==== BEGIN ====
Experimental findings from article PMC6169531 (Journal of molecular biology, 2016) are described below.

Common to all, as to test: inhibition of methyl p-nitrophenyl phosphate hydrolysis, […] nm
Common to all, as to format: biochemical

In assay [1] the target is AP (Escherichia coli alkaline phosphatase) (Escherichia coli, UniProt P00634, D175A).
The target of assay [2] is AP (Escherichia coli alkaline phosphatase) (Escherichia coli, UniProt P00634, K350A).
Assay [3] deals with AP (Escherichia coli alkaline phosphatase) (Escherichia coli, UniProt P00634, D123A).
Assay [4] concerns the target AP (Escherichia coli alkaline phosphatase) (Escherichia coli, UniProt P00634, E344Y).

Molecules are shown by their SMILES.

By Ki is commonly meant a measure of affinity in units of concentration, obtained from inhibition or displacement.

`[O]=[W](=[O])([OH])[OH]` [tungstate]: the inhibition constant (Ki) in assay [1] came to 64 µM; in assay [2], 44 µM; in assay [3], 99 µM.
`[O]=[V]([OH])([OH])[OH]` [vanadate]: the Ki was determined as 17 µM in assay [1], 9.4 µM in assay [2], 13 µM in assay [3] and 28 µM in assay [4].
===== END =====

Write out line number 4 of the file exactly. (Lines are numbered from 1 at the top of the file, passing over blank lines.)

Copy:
In assay [1] the target is AP (Escherichia coli alkaline phosphatase) (Escherichia coli, UniProt P00634, D175A).